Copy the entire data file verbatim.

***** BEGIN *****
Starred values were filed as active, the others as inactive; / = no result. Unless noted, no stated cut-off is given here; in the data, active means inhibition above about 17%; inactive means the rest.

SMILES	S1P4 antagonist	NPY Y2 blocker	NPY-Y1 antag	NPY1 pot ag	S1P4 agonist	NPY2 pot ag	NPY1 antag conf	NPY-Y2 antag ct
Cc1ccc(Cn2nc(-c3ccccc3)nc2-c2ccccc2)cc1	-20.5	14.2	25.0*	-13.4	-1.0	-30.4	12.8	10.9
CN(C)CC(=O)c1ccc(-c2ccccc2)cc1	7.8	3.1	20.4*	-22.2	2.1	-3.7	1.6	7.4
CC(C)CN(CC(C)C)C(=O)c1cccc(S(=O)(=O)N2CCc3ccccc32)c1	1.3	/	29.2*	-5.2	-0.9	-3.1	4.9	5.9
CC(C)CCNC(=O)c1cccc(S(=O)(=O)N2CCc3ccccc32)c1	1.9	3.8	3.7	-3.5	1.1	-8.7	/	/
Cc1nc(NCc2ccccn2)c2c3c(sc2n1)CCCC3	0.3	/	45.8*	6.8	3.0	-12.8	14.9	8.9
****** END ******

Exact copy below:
Starred values were filed as active, the others as inactive; / = no result. Unless noted, no stated cut-off is given here; in the data, active means inhibition above about 17%; inactive means the rest.

SMILES	S1P4 antagonist	NPY Y2 blocker	NPY-Y1 antag	NPY1 pot ag	S1P4 agonist	NPY2 pot ag	NPY1 antag conf	NPY-Y2 antag ct
Cc1ccc(Cn2nc(-c3ccccc3)nc2-c2ccccc2)cc1	-20.5	14.2	25.0*	-13.4	-1.0	-30.4	12.8	10.9
CN(C)CC(=O)c1ccc(-c2ccccc2)cc1	7.8	3.1	20.4*	-22.2	2.1	-3.7	1.6	7.4
CC(C)CN(CC(C)C)C(=O)c1cccc(S(=O)(=O)N2CCc3ccccc32)c1	1.3	/	29.2*	-5.2	-0.9	-3.1	4.9	5.9
CC(C)CCNC(=O)c1cccc(S(=O)(=O)N2CCc3ccccc32)c1	1.9	3.8	3.7	-3.5	1.1	-8.7	/	/
Cc1nc(NCc2ccccn2)c2c3c(sc2n1)CCCC3	0.3	/	45.8*	6.8	3.0	-12.8	14.9	8.9